Battle brews over plans to cut down 100-year-old cypress tree in Dillon Beach

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DILLON BEACH, Marin County — Storm damage and downed trees across the Bay Area are causing local residents to argue over which trees need to be removed and which can remain in their neighborhoods.

It gets even more complicated when a tree is located within several property lines. A San Francisco resident’s fight to save a tree is hours away but so close to home.

Cameron Martin’s tiny cottage near Dillon Beach is nicknamed the “tree house” for a reason.

“It has been known as a tree house for 40 years. It has three mature trees and a working tree house,” Martin said.

She’s run a preschool in San Francisco for decades, working to pay off her mortgage and planning her retirement in Dillon Beach, where she can escape the city noise.

“It is simply beautiful. You come up here and you want to look at all the trees,” Martin said.

But storm-damaged trees are brewing fierce battles. A neighbor’s complaint about a fallen branch near Martin’s property prompted the county to hire an arborist to take a closer look.

“It has been identified as a known hazard and it would be our responsibility to mitigate that hazard,” said Michael Frost of the Marin County Department of Public Works.

Public Works tagged the old cypress tree, believed to be around 100 years old, and told Martin it was coming down. The problem is that the county hasn’t determined if part of the tree is on private property.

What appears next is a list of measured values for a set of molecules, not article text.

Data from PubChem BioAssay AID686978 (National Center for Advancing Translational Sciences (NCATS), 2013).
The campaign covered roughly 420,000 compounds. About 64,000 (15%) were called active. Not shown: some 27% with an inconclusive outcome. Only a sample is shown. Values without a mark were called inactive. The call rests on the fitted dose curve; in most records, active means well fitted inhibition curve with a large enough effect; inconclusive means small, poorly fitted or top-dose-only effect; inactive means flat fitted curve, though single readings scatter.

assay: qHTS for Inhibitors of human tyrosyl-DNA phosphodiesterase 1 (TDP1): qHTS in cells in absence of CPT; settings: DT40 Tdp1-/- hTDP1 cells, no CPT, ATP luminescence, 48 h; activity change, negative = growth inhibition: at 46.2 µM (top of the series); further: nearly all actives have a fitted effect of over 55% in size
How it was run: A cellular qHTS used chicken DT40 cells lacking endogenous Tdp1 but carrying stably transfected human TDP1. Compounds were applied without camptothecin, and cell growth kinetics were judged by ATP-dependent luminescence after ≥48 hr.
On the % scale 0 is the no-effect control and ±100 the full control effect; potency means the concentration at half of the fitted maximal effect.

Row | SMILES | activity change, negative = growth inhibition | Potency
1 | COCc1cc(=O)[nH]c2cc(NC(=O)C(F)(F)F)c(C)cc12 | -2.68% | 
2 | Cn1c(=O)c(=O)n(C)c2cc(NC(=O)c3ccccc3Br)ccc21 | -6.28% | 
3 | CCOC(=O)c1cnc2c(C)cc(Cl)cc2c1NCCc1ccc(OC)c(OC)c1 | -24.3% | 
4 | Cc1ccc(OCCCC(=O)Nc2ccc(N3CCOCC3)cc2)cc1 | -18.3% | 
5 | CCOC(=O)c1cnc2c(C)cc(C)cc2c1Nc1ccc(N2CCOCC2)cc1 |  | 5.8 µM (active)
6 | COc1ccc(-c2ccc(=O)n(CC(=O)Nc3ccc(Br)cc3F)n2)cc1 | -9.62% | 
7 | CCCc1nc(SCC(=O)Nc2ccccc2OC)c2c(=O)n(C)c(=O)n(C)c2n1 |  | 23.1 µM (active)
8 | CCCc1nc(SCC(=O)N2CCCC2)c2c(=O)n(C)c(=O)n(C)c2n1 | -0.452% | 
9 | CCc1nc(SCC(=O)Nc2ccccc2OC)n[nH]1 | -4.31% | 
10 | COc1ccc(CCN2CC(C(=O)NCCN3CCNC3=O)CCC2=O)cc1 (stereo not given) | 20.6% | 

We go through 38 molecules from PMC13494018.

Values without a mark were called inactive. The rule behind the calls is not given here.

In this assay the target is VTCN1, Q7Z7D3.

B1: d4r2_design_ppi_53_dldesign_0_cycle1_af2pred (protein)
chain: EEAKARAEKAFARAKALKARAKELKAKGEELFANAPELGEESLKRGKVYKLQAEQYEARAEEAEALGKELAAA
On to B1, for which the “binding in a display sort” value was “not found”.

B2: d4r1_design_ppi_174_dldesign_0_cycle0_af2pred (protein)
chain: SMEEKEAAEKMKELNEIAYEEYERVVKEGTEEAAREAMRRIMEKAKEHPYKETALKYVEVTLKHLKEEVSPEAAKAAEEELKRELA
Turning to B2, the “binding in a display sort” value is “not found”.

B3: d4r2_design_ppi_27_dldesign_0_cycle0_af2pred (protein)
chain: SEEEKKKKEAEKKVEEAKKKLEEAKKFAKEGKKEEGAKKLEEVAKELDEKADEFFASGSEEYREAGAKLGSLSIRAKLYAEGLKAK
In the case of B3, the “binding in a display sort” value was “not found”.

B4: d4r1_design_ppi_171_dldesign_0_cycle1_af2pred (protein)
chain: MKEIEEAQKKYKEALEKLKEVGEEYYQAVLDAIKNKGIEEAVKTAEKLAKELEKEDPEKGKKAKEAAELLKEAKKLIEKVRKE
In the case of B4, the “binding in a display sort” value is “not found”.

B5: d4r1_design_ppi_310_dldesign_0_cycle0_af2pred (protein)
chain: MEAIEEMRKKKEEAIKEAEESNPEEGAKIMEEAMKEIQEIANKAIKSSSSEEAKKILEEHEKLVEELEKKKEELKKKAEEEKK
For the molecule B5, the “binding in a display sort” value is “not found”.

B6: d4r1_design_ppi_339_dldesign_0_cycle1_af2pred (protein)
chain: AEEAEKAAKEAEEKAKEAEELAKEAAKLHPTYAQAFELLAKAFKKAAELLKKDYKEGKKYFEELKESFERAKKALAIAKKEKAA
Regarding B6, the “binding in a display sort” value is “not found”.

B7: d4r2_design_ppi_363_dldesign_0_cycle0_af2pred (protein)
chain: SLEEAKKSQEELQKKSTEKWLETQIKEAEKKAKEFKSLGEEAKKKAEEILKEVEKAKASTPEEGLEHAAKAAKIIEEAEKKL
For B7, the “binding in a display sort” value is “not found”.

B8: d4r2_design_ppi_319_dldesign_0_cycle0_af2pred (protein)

“It could become a legal issue if we’re not allowed on the property,” Frost said.

“We would need to work with the resident to gain access rights to remove the tree if it is partially on their property and determine if the owner would allow us to do so,” Frost said.

KPIX asked independent, certified arborists to inspect the tree.

“The coastal cypress can live up to 300 years, but after the first 100 to 120 years it goes into decline,” said arborist Forest Kirk of Forest Tree Services.

“Sometimes you can run wires in this situation,” said certified arborist Natalie Carey of The Small World Tree Company. “You can keep two of the stems and wire them up.”

As a compromise, Martin is asking the county to trim it down for safety reasons instead of bringing it all the way to the stump.

“I don’t believe in my heart that this tree needs to be felled,” Martin said.

Martin fetches The Lorax from Dr. Seuss, a book she has been reading to her preschoolers for decades.

“At the end of the story he’s sitting there on the stump. There’s nothing there. Everything’s cut down and it just says ‘unless,'” Martin said.

“If I have to cut down my tree, I just carve into it, unless,” Martin said.

We contacted the neighbor several times who complained about the tree but didn’t hear anything.

The county says the public works are dealing with a high number of downed trees due to the recent storms, adding that the tree near Martin’s property will not fall immediately once they look into the matter more deeply.

Kenny Choi

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www.cbsnews.com

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